The Construction (Design and Management) Regulations 2015 are a set of regulations with the purpose of ensuring that health and safety issues are properly considered to reduce the risk of harm during the development of a building project.

The regulations were originally introduced in 1994, revised in 2007 and then there was a subsequent revision to them in 2015. One of the significant changes in the 2015 revision was the
replacement of the CDM Co-ordinator role with the new role of CDM Principal Designer.

What Role Does The Principal Designer Fulfill?

The CDM Principal Designer is effectively an organisation or an individual that needs to be appointed by the CLIENT to take control of the pre-construction phase of their project if it involves more than one contractor (or sub-contractor).

Principal designers have a very important role in influencing how potential risks to health and safety are managed throughout the duration of the project and, therefore, the appointment of the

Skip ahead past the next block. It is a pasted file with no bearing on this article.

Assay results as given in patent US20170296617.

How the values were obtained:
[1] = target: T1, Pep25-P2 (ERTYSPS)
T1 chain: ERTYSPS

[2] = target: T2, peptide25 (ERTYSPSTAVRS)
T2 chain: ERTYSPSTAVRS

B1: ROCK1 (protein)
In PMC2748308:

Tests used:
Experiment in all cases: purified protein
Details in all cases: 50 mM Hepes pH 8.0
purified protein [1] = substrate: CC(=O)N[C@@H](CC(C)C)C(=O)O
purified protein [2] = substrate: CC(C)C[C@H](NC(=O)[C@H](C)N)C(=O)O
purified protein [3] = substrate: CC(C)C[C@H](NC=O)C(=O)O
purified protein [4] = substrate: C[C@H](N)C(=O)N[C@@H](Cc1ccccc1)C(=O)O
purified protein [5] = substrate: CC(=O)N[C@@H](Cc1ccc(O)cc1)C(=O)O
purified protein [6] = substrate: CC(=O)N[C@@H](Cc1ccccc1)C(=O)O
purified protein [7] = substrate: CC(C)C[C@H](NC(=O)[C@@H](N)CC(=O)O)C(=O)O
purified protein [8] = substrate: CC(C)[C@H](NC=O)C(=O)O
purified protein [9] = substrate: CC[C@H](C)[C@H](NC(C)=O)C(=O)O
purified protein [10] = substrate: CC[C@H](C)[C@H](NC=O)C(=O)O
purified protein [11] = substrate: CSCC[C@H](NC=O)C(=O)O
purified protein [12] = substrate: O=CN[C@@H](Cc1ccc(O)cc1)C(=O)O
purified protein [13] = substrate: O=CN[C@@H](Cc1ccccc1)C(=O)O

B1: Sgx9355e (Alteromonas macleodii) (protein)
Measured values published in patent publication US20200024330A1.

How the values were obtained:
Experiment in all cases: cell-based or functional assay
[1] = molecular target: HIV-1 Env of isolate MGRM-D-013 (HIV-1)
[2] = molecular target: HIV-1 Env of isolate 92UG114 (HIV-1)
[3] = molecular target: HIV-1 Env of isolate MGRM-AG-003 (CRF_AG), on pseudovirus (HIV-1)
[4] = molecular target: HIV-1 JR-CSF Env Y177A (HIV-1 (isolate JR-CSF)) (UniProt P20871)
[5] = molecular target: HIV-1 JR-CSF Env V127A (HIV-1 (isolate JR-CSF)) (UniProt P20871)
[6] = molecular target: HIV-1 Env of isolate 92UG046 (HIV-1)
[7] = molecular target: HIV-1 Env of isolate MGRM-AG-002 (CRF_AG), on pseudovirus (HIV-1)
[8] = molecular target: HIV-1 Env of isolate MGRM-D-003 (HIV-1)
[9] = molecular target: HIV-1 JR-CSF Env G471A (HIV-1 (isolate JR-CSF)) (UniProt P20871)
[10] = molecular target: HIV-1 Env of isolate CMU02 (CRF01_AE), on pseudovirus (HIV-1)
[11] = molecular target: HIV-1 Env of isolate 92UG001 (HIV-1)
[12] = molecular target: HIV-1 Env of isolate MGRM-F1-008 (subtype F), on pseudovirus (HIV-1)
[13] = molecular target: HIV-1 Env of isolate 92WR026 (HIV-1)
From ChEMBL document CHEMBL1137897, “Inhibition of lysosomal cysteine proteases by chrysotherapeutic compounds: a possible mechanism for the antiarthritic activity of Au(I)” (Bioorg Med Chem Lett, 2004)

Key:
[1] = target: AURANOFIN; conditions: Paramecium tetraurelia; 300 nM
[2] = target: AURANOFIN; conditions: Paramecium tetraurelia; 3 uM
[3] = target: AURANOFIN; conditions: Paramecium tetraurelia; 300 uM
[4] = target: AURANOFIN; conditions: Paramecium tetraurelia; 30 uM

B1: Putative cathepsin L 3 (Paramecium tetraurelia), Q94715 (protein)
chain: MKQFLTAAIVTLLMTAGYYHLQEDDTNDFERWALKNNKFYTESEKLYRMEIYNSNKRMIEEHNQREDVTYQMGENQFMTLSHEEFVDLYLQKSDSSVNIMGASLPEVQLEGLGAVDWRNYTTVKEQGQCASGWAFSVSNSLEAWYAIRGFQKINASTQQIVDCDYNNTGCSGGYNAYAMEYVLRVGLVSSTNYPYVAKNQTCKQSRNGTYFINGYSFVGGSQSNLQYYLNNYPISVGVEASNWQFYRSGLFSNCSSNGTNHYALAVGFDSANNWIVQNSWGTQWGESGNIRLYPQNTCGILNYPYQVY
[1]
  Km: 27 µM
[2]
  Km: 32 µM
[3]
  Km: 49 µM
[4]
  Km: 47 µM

CDM Principal Designer must be made BEFORE the construction phase of the project begins.

The role of the Principal Designer includes planning, managing, monitoring and coordinating health and safety in the pre-construction phase. This includes taking account of all the information
that may affect the design work on the project and ensuring that the information is communicated to all of the designers and contractors.

The role also includes liaison with the Principal Contractor on the project, keeping them informed of any risks that need to be controlled or mitigated during the construction phase in order to eliminate health and safety risks.


WHO is The Principal Designer?

It’s important to focus on the fact that a Principal Designer needs to be appointed on ALL construction projects where there is more than one contractor – this includes domestic construction projects too.

To reinforce the point, it is the duty of the CLIENT to appoint the Principal Designer. If you fail to appoint one then the regulations identify a default position upon who the responsibility falls;

* For domestic projects, where the client has not appointed a Principal Designer in writing, the designer in control of the pre-construction phase of the project is automatically identified as
the Principal Designer;

* For commercial projects, (businesses) where the client has not appointed the Principal Designer, they themselves automatically become the Principal Designer and assume the responsibilities required of the role.

Martello Building Consultancy provide a range of different services to the construction industry including acting as CDM Principal Designer on both domestic and commercial projects. If you’d
like more information on our services then please do get in touch with our team.